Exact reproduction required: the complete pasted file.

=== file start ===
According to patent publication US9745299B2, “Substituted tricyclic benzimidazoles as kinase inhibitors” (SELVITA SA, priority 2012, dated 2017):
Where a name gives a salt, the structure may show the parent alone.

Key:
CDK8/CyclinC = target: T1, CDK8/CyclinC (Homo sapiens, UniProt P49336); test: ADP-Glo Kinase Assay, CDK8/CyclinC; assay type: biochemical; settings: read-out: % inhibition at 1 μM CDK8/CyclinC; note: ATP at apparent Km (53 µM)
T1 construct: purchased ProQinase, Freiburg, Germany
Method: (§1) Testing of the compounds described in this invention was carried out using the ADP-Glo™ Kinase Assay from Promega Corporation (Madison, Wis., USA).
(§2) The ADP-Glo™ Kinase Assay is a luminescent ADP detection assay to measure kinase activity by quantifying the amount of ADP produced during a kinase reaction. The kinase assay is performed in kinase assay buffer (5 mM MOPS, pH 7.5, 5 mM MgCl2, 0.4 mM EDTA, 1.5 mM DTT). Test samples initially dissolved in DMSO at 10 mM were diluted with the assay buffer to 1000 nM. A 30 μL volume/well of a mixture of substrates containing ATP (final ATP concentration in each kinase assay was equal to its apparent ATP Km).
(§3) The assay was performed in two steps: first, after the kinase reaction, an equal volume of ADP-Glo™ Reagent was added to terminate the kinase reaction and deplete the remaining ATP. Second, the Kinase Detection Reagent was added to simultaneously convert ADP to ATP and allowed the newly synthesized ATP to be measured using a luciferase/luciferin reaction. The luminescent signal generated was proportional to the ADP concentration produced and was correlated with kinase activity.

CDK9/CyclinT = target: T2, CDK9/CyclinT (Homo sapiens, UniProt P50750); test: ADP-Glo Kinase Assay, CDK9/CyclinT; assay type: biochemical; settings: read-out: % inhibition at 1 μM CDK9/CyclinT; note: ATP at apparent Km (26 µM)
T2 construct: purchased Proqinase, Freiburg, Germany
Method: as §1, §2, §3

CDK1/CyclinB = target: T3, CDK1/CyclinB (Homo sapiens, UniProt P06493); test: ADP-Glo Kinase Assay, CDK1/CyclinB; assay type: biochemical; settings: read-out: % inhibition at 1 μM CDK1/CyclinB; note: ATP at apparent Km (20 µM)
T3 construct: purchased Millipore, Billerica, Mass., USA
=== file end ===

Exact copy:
According to patent publication US9745299B2, “Substituted tricyclic benzimidazoles as kinase inhibitors” (SELVITA SA, priority 2012, dated 2017):
Where a name gives a salt, the structure may show the parent alone.

Key:
CDK8/CyclinC = target: T1, CDK8/CyclinC (Homo sapiens, UniProt P49336); test: ADP-Glo Kinase Assay, CDK8/CyclinC; assay type: biochemical; settings: read-out: % inhibition at 1 μM CDK8/CyclinC; note: ATP at apparent Km (53 µM)
T1 construct: purchased ProQinase, Freiburg, Germany
Method: (§1) Testing of the compounds described in this invention was carried out using the ADP-Glo™ Kinase Assay from Promega Corporation (Madison, Wis., USA).
(§2) The ADP-Glo™ Kinase Assay is a luminescent ADP detection assay to measure kinase activity by quantifying the amount of ADP produced during a kinase reaction. The kinase assay is performed in kinase assay buffer (5 mM MOPS, pH 7.5, 5 mM MgCl2, 0.4 mM EDTA, 1.5 mM DTT). Test samples initially dissolved in DMSO at 10 mM were diluted with the assay buffer to 1000 nM. A 30 μL volume/well of a mixture of substrates containing ATP (final ATP concentration in each kinase assay was equal to its apparent ATP Km).
(§3) The assay was performed in two steps: first, after the kinase reaction, an equal volume of ADP-Glo™ Reagent was added to terminate the kinase reaction and deplete the remaining ATP. Second, the Kinase Detection Reagent was added to simultaneously convert ADP to ATP and allowed the newly synthesized ATP to be measured using a luciferase/luciferin reaction. The luminescent signal generated was proportional to the ADP concentration produced and was correlated with kinase activity.

CDK9/CyclinT = target: T2, CDK9/CyclinT (Homo sapiens, UniProt P50750); test: ADP-Glo Kinase Assay, CDK9/CyclinT; assay type: biochemical; settings: read-out: % inhibition at 1 μM CDK9/CyclinT; note: ATP at apparent Km (26 µM)
T2 construct: purchased Proqinase, Freiburg, Germany
Method: as §1, §2, §3

CDK1/CyclinB = target: T3, CDK1/CyclinB (Homo sapiens, UniProt P06493); test: ADP-Glo Kinase Assay, CDK1/CyclinB; assay type: biochemical; settings: read-out: % inhibition at 1 μM CDK1/CyclinB; note: ATP at apparent Km (20 µM)
T3 construct: purchased Millipore, Billerica, Mass., USA